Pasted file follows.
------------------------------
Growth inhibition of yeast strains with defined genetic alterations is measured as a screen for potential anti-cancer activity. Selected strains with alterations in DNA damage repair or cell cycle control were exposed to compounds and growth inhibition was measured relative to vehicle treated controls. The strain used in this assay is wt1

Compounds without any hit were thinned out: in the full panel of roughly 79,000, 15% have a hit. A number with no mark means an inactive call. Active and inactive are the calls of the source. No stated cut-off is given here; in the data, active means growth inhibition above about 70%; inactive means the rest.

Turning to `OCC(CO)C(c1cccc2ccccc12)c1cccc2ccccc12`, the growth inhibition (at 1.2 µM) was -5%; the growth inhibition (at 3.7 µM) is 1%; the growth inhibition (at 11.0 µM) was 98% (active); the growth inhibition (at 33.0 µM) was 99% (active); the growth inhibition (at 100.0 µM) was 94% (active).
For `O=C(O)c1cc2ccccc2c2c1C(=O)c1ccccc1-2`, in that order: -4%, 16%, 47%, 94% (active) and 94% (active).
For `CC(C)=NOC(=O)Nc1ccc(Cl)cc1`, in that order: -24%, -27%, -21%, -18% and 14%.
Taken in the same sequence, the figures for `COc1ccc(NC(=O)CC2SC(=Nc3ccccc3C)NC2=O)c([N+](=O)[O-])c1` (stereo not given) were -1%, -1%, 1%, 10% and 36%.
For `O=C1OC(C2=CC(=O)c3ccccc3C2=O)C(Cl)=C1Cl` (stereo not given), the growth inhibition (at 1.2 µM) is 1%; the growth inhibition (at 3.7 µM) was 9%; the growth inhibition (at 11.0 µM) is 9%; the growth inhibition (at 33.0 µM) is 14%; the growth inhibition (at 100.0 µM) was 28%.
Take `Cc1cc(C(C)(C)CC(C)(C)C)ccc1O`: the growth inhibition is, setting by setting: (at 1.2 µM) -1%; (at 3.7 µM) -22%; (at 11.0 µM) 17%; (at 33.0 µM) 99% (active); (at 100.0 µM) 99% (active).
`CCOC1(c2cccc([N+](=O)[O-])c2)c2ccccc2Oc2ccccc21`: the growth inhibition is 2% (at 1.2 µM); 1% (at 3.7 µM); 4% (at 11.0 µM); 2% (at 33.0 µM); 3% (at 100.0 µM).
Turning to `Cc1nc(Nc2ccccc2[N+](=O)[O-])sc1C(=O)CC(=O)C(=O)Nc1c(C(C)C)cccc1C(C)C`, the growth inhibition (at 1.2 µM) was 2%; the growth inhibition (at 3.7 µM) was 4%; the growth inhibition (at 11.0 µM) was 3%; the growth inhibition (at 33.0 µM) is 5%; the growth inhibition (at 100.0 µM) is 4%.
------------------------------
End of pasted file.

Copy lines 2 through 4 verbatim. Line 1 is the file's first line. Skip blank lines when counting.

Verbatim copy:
Compounds without any hit were thinned out: in the full panel of roughly 79,000, 15% have a hit. A number with no mark means an inactive call. Active and inactive are the calls of the source. No stated cut-off is given here; in the data, active means growth inhibition above about 70%; inactive means the rest.

Turning to `OCC(CO)C(c1cccc2ccccc12)c1cccc2ccccc12`, the growth inhibition (at 1.2 µM) was -5%; the growth inhibition (at 3.7 µM) is 1%; the growth inhibition (at 11.0 µM) was 98% (active); the growth inhibition (at 33.0 µM) was 99% (active); the growth inhibition (at 100.0 µM) was 94% (active).
For `O=C(O)c1cc2ccccc2c2c1C(=O)c1ccccc1-2`, in that order: -4%, 16%, 47%, 94% (active) and 94% (active).